CLEMSON, S.C. (AP) Dabo Swinney has been on the right side of the Clemson-South Carolina matchup enough times to know how good things are when you win.
''There's no question that there's a little different smiles on people's faces when you show up,'' Swinney joked.
Especially, if the fourth-ranked Tigers (10-1, No. 4 CFP) can win their third straight game against the revived Gamecocks (6-5) on Saturday night. A win moves Clemson a step closer to a second consecutive berth in the College Football Playoffs. A loss most likely leaves the Tigers on the outside of the four-team tournament and pondering all that could've been.
''It's a huge game for all of us,'' Clemson tight end Jordan Leggett said.
And maybe not as easy as it looked in midseason.
South Carolina has found its stride behind freshman quarterback Jake Bentley, who's play has helped the Gamecocks win four of their past five games to qualify for a bowl in coach Will Muschamp's first season.
A Gamecocks win, the players know too well, would rank among the most consequential victories in series history.
Receiver Deebo Samuel said the second-half run this season has South Carolina fired up for success.
''We're going out there with a little more energy trying to ruin their season,'' Samuel said.
Clemson has played into that narrative at home too often this season. There have been way-too-close wins over Troy and North Carolina State at Death Valley. Two weeks ago, the Tigers were stung by Pittsburgh on a last-second field goal in a 43-42 defeat, their first home loss since 2013.
Swinney and the Tigers have said all the right things since then, that they paid a price for comfort and complacency. The Gamecocks hope time hasn't run out to take advantage of Clemson's mistakes.
''Are our guys going to be excited about playing this game? Absolutely, because of the rivalry, because it's Clemson, because they've got a good football team,'' Muschamp said. ''That's all great, but we need to be able to walk out in between the white lines and be motivated by our preparation.''
Some other things to watch when No. 4 Clemson plays South Carolina:
WATSON'S FAREWELL: Clemson quarterback Deshaun Watson is expected to play in final game in Death Valley, the junior considered a pro prospect that will go high in next spring's NFL draft. Watson, though, has not discussed his future, saying that will come at a more appropriate time. ''Who knows what's going to happen,'' he said.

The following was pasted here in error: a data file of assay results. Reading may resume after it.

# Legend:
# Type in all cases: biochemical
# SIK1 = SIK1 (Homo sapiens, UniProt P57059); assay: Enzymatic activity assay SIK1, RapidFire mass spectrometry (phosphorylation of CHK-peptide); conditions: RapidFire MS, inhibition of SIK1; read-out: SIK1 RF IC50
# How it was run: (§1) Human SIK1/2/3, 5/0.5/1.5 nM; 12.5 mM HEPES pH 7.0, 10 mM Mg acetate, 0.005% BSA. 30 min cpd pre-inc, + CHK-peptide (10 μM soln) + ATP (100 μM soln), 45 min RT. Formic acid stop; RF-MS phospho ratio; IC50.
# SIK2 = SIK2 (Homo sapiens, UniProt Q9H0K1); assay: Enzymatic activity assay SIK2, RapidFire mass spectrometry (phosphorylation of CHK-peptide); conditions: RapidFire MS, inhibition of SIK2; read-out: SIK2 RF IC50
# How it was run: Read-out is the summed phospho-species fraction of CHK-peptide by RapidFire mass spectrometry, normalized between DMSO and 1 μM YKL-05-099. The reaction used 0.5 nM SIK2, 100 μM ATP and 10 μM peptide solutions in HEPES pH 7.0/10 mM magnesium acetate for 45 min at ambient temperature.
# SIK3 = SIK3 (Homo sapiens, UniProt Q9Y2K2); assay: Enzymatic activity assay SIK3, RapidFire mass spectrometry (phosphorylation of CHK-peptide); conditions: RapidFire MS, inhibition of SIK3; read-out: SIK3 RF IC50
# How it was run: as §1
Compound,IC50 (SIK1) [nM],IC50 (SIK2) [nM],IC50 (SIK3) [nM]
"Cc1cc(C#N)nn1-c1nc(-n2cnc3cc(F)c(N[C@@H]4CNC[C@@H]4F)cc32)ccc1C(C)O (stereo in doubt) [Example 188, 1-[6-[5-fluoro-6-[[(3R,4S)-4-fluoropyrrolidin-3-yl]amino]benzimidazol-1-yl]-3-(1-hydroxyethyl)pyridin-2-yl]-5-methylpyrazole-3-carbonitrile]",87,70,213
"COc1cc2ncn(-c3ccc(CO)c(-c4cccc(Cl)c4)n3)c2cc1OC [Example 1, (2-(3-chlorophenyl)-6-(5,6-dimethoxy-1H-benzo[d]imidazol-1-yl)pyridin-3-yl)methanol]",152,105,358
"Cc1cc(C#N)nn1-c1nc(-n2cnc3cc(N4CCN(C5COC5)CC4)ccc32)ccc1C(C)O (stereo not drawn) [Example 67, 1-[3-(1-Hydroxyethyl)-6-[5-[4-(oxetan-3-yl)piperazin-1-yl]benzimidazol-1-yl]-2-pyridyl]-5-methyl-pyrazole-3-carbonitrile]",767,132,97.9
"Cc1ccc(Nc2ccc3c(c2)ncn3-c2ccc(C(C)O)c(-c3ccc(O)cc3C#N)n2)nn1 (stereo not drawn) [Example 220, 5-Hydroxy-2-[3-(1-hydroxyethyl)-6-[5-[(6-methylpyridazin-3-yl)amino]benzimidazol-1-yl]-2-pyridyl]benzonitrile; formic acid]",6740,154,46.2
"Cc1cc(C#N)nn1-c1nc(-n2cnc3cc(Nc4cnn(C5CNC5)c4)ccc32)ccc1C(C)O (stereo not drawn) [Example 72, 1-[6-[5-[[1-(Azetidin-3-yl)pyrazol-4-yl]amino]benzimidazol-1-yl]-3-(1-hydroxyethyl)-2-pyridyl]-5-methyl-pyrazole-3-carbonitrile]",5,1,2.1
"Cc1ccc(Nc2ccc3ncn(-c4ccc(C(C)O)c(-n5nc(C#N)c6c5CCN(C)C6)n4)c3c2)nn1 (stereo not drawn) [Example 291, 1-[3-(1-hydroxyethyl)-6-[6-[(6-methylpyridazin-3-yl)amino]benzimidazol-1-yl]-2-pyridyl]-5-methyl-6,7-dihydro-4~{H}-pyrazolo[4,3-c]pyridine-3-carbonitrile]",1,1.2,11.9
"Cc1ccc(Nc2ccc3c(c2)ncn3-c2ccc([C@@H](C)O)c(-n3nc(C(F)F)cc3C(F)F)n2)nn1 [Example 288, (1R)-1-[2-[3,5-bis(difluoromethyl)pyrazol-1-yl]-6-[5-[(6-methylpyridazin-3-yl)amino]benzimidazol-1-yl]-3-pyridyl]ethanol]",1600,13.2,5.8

BENTLEY BALL: South Carolina has a freshman quarterback in Jake Bentley making a big splash, sort of like Watson did as a freshman in this rivalry two years ago. In that game, Deshaun Watson accounted for four touchdowns in a 35-17 Tigers win, playing on a torn ACL. A healthy Bentley will be seeking to snap Clemson's two game rivalry win streak. He's thrown for nearly 1,000 yards and six TDs in his five starts.
FACING THE TIGERS: Will Muschamp played for Georgia from 1991-93, a stretch that included a 27-12 upset of eventual ACC champion Clemson. ''It was a big upset in Athens,'' Muschamp said with a smile. ''We didn't play them again until (1994) at our place. Or their place. Georgia's place. Not our place anymore.''
DOWDLE'S SUCCESS: Tailback Rico Dowdle has been a big reason why South Carolina's offense has improved the second half of the season. Dowdle has run for 100 yards or more in three of the past four games, including 226 in a win over Western Carolina last week. For the Gamecocks to succeed, Dowdle will need to make yards against Clemson's defense, which has limited opponents to 129 yards rushing a game this season.
SAME AS THE IRON BOWL: Dabo Swinney, the former Alabama receiver and assistant coach, said there's little difference between the Iron Bowl and Clemson's rivalry with South Carolina, other than Alabama and Auburn sharing the same SEC division. Swinney said Clemson and South Carolina have the same fire and passion for the game as in the state of Alabama. ''You've got to choose,'' he said of fans in the state. ''Who are you pulling for because I need to know because it's going to determine if we talk this week or ever again.''
More AP college football: www.collegefootball.ap.org